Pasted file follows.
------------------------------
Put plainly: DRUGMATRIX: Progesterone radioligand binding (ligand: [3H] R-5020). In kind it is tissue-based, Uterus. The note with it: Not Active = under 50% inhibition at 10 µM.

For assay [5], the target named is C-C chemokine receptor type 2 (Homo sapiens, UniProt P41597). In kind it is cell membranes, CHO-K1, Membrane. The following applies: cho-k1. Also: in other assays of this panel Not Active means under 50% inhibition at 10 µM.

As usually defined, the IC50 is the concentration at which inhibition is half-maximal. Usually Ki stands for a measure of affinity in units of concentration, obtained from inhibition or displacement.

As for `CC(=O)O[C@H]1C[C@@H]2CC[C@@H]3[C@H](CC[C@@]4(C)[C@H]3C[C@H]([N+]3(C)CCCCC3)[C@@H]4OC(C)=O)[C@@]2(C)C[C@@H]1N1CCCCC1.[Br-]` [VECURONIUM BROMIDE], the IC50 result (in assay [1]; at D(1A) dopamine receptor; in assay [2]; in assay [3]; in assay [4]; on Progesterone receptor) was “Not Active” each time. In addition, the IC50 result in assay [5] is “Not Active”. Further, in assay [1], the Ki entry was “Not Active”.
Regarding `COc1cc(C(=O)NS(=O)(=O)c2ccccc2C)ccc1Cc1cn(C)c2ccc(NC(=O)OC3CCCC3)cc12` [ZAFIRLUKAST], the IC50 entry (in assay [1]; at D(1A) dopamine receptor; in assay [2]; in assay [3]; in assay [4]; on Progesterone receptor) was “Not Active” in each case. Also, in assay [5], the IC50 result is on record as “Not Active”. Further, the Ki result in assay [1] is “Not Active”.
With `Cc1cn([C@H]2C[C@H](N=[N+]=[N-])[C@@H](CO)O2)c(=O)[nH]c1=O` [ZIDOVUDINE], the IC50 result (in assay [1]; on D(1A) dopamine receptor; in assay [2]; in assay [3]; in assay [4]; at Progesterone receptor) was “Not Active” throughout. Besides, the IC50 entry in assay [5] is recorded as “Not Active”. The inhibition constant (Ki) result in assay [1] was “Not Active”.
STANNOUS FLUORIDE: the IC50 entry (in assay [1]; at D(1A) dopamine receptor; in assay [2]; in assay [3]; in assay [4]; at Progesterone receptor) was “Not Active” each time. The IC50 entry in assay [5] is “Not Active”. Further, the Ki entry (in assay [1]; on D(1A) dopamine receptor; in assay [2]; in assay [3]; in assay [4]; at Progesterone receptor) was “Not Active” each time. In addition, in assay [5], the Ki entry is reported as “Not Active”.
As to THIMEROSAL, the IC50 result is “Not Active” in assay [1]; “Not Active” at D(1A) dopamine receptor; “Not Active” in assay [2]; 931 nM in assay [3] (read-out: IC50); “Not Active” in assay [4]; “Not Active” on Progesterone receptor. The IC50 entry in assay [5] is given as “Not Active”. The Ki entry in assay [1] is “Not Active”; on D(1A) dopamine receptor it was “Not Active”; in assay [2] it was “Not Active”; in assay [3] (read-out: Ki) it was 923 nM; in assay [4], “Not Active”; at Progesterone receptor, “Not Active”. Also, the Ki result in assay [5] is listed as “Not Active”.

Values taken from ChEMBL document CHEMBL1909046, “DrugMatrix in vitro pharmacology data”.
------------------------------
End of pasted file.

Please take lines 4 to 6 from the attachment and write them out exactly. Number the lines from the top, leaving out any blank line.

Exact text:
As for `CC(=O)O[C@H]1C[C@@H]2CC[C@@H]3[C@H](CC[C@@]4(C)[C@H]3C[C@H]([N+]3(C)CCCCC3)[C@@H]4OC(C)=O)[C@@]2(C)C[C@@H]1N1CCCCC1.[Br-]` [VECURONIUM BROMIDE], the IC50 result (in assay [1]; at D(1A) dopamine receptor; in assay [2]; in assay [3]; in assay [4]; on Progesterone receptor) was “Not Active” each time. In addition, the IC50 result in assay [5] is “Not Active”. Further, in assay [1], the Ki entry was “Not Active”.
Regarding `COc1cc(C(=O)NS(=O)(=O)c2ccccc2C)ccc1Cc1cn(C)c2ccc(NC(=O)OC3CCCC3)cc12` [ZAFIRLUKAST], the IC50 entry (in assay [1]; at D(1A) dopamine receptor; in assay [2]; in assay [3]; in assay [4]; on Progesterone receptor) was “Not Active” in each case. Also, in assay [5], the IC50 result is on record as “Not Active”. Further, the Ki result in assay [1] is “Not Active”.
With `Cc1cn([C@H]2C[C@H](N=[N+]=[N-])[C@@H](CO)O2)c(=O)[nH]c1=O` [ZIDOVUDINE], the IC50 result (in assay [1]; on D(1A) dopamine receptor; in assay [2]; in assay [3]; in assay [4]; at Progesterone receptor) was “Not Active” throughout. Besides, the IC50 entry in assay [5] is recorded as “Not Active”. The inhibition constant (Ki) result in assay [1] was “Not Active”.